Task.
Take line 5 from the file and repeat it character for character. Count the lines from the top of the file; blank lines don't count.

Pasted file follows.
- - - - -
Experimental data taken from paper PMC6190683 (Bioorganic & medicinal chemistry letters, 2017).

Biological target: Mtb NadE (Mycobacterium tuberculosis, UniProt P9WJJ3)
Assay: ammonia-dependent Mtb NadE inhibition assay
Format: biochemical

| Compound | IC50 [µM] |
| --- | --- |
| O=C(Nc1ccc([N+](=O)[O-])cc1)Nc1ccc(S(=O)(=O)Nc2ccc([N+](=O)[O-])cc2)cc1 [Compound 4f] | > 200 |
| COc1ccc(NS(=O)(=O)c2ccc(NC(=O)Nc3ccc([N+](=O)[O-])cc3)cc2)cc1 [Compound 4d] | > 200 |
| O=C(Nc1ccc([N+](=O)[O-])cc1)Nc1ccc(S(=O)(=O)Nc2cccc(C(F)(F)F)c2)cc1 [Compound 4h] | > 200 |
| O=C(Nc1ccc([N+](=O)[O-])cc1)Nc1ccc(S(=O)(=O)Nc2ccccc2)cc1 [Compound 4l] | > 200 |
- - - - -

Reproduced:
| Compound | IC50 [µM] |